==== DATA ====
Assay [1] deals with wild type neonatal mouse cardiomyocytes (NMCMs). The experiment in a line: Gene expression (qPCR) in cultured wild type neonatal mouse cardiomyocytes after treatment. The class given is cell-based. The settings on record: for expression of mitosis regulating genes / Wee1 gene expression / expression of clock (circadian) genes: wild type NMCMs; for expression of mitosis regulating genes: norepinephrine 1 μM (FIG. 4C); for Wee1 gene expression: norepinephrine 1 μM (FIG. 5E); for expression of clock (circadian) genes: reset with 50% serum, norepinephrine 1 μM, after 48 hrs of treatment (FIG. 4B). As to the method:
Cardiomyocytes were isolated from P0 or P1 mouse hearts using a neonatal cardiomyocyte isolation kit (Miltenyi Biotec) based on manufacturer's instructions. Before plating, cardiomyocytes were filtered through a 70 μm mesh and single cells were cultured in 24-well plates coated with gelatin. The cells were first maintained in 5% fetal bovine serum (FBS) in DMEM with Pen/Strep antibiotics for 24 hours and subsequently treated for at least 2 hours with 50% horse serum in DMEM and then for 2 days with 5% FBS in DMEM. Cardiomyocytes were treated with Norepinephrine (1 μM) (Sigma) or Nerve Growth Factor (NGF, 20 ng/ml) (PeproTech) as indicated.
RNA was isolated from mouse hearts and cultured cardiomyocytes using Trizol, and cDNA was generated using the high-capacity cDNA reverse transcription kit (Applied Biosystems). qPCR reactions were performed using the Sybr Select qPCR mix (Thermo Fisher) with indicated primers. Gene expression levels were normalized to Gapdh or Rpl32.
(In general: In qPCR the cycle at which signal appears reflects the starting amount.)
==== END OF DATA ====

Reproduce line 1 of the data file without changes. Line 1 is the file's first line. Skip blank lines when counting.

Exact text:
Assay [1] deals with wild type neonatal mouse cardiomyocytes (NMCMs). The experiment in a line: Gene expression (qPCR) in cultured wild type neonatal mouse cardiomyocytes after treatment. The class given is cell-based. The settings on record: for expression of mitosis regulating genes / Wee1 gene expression / expression of clock (circadian) genes: wild type NMCMs; for expression of mitosis regulating genes: norepinephrine 1 μM (FIG. 4C); for Wee1 gene expression: norepinephrine 1 μM (FIG. 5E); for expression of clock (circadian) genes: reset with 50% serum, norepinephrine 1 μM, after 48 hrs of treatment (FIG. 4B). As to the method: